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I wrote this to check files for successful compression with LZ4.

Any advice is welcome.

Particularly regarding raising exceptions and error handling.

import sys

def check_lz4_header(file_path):
    with open(file_path, 'rb') as file:
        header = file.read(4)  # Read the first 4 bytes (typical size of LZ4 header)
        if header != b'\x04\x22\x4d\x18':  # Check for LZ4 magic number (optional)
            raise ValueError("Invalid header: This does not appear to be an LZ4 compressed file.")
        else:
            print("This appears to be an LZ4 compressed file.")

# If the script is run as a standalone script, execute the check_lz4_header function
if __name__ == "__main__":
    if len(sys.argv) != 2:
        print("Usage: python lz4_header_checker.py <file_path>", file=sys.stderr)
        sys.exit(1)
    
    file_path = sys.argv[1]
    try:
        check_lz4_header(file_path)
    except ValueError as e:
        print(e, file=sys.stderr)
        sys.exit(1)
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2 Answers 2

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Since this is a script, it's important that you add a hashbang #!.

Since you check for the header, throwing and immediately catching, there's no meaningful purpose to stack unwinding. You can convert the check function to just return a boolean.

It's not much more code to use argparse properly, so you might as well. Bonus: it can construct a Path object for you.

Don't put your code in the global namespace (code in a __name__ guard is still in the global namespace).

Typical of Unix utilities is, on success, to print nothing. That's probably a good idea here.

In your check function, the moment you have your header, you should leave the file's context management scope.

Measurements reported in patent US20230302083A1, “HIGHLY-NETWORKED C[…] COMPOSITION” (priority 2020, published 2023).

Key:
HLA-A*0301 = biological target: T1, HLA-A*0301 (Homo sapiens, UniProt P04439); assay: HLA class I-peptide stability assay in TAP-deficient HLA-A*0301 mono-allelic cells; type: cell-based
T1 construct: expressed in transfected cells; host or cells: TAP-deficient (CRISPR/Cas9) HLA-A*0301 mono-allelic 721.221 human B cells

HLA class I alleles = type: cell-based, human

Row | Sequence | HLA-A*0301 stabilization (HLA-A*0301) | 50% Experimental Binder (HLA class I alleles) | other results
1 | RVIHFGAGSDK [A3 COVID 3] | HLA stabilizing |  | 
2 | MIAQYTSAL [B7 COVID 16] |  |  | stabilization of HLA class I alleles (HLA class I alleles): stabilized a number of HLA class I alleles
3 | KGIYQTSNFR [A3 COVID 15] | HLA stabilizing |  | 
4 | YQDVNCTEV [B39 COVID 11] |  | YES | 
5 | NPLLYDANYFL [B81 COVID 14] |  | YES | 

All together,

#!/usr/bin/env python3

import argparse
import sys
from pathlib import Path


def is_lz4(file_path: Path) -> bool:
    with file_path.open('rb') as file:
        header = file.read(4)
    return header == b'\x04\x22\x4d\x18'


def parse_args() -> argparse.Namespace:
    parser = argparse.ArgumentParser(
        description='Return 0 if the given file has an LZ4 header',
    )
    parser.add_argument('file_path', type=Path)
    return parser.parse_args()


def main() -> None:
    args = parse_args()
    try:
        if not is_lz4(args.file_path):
            print(
                'Invalid header: This does not appear to be an LZ4-compressed file.',
                file=sys.stderr,
            )
            exit(1)
    except IOError as e:
        print(e, file=sys.stderr)
        exit(1)


if __name__ == '__main__':
    main()
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Usage of the word "optional" in the comment in the following line is unclear:

    if header != b'\x04\x22\x4d\x18':  # Check for LZ4 magic number (optional)

If you mean that the first 4 bytes in an LZ4 file may or may not correspond to that magic number, it would be better to clarify that in the comment. If you mean something else, you should clarify that as well. Otherwise, just delete the "(optional)".

I find code easier to understand when the if clause in an if/else uses an == instead of != (or any "negative" logic):

    if header == b'\x04\x22\x4d\x18':  # Check for LZ4 magic number (optional)
        print("This appears to be an LZ4 compressed file.")
    else:
        raise ValueError("Invalid header: This does not appear to be an LZ4 compressed file.")

Consider printing the file name (file_path) with the messages in the function. This will be useful information for the user, especially if you are calling the function several places in larger code.

Otherwise, the code is clear and easy to understand. You are consistent in your use of stderr for error messages and stdout for ordinary messages.

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